A healthy system is a wealthy system

A healthy system is a wealthy system

A blunt outline of some critical aspects to be addressed in the healthcare system, stated by Pascal Prigent – GM GlaxoSmithKline (GSK) Romania



Entire Europe and the whole world are faced with an ageing problem and financial difficulties but if we look at what other countries do, we can see that the trend in Europe is to increase investment in healthcare, given exactly the ageing of the population. The World Bank estimates that public expenditure on healthcare in the EU could almost double as a percentage of GDP from 8% now to 14% in 2030. Romania now invests only 3.8% of GDP in healthcare, so it is critically important to invest more. The under-investment has serious consequences: life expectancy in Romania is the lowest in Europe, infant mortality the highest and chronic diseases indicators tend to be below the European average. The issue is not only social, but also economic. Several studies have shown that investing in healthcare is actually beneficial for the economy. It’s not that you need to be wealthy in order to be healthy but rather that you have to be healthy if you want to create wealth.



One of the more obvious consequences of the lack of investment in healthcare is the Romanian patient access to the newest products. Currently, Romania is the only country in the European Union to impose a one year waiting period until a new drug can be evaluated in order to be included in the reimbursement system. This comes on top of the fact that the reimbursement list has not been fully updated since August 2008. For Romanian patient medical innovation stopped 4 years ago and we don’t have access to the same drugs as all our European neighbors. Obviously, there is a need to urgently increase the healthcare budget. In order to make this possible the system must be reformed and the financing has to be diversified.



The reform of the system has to focus on eliminating waste and improving operating efficiency. As far as financing is concerned, the idea of combining public and private funding is an interesting one, but the market needs to be made attractive for private investors. The claw-back tax can be part of the solution, but the form is not sustainable as the state cannot expect that the pharmaceutical industry alone will finance the system deficit. The entire pharmaceutical industry is now discussing with the authorities and it is critical to find a compromise and an acceptable version of the tax to avoid a system collapse.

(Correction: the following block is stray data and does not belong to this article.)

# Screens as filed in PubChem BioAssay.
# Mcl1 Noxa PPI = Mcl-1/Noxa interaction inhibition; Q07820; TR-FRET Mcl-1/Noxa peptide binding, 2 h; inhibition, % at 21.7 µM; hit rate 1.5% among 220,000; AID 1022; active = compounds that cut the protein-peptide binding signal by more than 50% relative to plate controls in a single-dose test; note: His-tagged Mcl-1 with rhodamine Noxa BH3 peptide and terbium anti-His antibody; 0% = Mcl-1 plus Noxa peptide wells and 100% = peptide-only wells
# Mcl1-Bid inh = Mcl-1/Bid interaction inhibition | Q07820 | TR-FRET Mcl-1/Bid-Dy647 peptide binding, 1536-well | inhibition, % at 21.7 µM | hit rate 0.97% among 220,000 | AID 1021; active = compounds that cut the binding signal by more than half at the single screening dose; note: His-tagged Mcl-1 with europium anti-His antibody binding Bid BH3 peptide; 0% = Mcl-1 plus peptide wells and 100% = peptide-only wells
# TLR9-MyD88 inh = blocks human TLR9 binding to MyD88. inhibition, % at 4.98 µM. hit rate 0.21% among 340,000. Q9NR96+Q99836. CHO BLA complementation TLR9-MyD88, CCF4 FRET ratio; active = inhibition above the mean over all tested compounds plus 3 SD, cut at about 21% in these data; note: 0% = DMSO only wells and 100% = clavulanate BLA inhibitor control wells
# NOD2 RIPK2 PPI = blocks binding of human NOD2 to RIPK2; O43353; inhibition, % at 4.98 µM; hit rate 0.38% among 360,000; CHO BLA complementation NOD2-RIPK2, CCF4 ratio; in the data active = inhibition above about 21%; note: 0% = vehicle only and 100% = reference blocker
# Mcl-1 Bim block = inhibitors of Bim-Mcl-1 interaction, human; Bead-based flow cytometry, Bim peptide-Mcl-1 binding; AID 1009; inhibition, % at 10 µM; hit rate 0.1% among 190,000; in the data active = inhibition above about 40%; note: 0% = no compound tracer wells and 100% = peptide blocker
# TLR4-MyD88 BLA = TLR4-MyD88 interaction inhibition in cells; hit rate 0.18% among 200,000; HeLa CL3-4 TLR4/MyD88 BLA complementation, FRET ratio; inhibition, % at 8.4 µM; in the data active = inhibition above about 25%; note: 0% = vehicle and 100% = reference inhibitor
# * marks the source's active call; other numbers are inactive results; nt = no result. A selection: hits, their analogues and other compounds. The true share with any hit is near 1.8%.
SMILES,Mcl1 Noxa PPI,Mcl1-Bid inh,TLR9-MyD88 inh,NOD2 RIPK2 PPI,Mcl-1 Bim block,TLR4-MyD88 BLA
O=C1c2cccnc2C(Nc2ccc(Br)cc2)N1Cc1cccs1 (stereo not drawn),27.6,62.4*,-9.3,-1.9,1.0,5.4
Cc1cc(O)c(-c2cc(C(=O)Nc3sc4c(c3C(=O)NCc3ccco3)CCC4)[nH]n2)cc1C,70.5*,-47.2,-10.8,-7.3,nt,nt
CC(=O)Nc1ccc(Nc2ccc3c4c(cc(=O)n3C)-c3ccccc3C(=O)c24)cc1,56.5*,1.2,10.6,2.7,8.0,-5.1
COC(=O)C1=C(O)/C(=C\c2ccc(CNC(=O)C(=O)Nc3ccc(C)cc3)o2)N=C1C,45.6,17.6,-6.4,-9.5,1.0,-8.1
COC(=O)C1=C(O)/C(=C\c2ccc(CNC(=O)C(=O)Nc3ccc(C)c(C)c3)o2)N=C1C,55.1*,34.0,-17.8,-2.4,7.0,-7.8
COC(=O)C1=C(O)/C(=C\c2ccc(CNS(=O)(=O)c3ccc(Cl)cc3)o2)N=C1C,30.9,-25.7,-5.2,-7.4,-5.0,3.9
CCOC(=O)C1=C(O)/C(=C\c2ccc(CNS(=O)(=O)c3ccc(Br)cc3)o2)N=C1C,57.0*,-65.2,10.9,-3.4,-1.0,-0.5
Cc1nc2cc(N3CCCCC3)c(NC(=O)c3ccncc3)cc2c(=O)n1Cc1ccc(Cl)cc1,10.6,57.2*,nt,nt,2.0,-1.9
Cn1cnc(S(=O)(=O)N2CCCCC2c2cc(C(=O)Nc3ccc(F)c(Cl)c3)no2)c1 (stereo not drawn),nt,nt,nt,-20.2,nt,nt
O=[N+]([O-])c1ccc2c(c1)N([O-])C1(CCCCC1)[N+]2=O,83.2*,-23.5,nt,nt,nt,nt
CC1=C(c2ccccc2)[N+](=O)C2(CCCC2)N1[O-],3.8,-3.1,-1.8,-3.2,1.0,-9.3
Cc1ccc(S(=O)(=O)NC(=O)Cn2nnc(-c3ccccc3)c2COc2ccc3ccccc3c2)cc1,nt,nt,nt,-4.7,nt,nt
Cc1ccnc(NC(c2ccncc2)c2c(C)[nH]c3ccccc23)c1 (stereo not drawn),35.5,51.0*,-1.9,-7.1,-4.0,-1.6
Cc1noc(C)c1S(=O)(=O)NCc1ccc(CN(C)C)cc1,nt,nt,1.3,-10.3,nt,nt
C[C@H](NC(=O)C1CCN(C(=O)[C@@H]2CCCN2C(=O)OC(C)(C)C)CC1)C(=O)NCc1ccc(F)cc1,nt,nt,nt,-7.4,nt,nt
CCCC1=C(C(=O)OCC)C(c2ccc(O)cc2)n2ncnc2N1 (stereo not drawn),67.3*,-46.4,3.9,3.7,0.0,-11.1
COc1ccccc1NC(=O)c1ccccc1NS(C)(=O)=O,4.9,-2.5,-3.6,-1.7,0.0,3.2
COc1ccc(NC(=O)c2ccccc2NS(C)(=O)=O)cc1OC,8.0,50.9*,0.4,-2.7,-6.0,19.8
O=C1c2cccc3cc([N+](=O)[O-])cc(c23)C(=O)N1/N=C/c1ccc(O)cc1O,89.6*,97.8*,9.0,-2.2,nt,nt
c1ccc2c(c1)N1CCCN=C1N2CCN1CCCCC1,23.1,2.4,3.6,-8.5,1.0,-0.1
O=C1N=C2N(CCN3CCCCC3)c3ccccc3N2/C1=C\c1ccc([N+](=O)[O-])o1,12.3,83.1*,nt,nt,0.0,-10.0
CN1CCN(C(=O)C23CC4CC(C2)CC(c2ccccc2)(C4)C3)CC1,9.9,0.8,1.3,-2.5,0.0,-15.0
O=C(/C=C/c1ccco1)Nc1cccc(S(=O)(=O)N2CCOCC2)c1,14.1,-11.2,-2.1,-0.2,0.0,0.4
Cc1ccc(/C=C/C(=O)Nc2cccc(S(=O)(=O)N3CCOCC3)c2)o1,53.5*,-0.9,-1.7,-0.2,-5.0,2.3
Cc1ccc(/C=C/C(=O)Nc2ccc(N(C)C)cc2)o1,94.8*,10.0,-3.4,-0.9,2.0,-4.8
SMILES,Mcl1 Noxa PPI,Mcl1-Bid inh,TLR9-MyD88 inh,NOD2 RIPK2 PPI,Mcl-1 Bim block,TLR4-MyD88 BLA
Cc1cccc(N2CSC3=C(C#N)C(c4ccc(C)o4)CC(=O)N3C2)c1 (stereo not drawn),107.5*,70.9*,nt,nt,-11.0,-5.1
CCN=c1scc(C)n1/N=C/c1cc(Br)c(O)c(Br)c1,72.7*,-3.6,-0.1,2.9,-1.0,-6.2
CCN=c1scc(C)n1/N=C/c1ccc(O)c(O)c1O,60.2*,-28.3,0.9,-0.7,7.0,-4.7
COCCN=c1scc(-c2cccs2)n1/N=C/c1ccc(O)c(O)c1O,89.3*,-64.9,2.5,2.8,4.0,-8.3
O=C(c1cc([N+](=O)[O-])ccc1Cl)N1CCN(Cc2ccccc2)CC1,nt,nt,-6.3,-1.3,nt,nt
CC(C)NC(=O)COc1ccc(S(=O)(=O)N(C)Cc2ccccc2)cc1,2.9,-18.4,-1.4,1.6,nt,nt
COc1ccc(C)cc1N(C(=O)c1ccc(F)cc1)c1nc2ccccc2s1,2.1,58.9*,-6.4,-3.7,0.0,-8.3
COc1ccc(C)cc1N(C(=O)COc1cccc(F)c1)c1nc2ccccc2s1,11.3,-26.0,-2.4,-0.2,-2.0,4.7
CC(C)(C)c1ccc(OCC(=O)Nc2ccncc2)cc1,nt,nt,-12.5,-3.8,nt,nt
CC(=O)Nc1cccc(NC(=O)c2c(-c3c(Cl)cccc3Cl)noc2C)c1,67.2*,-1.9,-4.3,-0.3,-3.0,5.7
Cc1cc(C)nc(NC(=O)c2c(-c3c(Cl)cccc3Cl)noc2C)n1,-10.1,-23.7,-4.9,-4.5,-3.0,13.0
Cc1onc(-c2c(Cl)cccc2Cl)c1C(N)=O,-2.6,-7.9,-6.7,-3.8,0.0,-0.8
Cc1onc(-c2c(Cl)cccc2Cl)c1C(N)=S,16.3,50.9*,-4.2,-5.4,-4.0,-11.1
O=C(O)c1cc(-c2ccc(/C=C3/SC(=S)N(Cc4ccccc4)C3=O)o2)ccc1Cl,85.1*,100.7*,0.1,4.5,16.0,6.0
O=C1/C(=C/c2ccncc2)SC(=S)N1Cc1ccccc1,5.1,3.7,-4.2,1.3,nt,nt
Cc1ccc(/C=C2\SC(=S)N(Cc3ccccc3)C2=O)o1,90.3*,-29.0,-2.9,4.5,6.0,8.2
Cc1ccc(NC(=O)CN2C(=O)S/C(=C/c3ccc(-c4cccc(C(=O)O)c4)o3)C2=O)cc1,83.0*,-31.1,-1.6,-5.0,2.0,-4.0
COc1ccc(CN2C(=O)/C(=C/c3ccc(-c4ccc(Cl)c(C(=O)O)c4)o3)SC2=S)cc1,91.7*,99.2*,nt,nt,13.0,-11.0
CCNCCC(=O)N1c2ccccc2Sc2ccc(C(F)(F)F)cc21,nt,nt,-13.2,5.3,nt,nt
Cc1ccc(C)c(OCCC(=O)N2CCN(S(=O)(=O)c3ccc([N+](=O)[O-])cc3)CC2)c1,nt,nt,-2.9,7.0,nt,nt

There should be a balance between the private and state owned medical services. If only the private sector develops and state owned services stay behind, we might face the problem that only people who can afford private medical care services will benefit of proper care. This is why private hospitals have already started to sign agreements with CAS. We believe that a mixed system with collaboration between private and public financing makes sense but it will be important for the government to structure the market in a way that will be attractive to the private sector. The timeline implementation of the new healthcare law, facilitating access to the market for private insurance companies, is still unclear and highly dependent on the political agreements.



We all agree that there is a need to change the current Romanian healthcare system, but there is no need for reinventing the wheel. There are best practices across Europe that could be applied in Romania as well. We think that the new law should aim to be sustainable in the first place and also to provide health and security for the citizens who need them most. Currently, with 3.7 million illegal workers and half of the private sector workers paid only the minimum salary, this is not sustainable. Therefore, increase tax collection, encourage legal employment by simplifying labor laws could be ways to bring more money into the system. As mentioned before, the waste in the system should also be reduced and operating efficiency improved.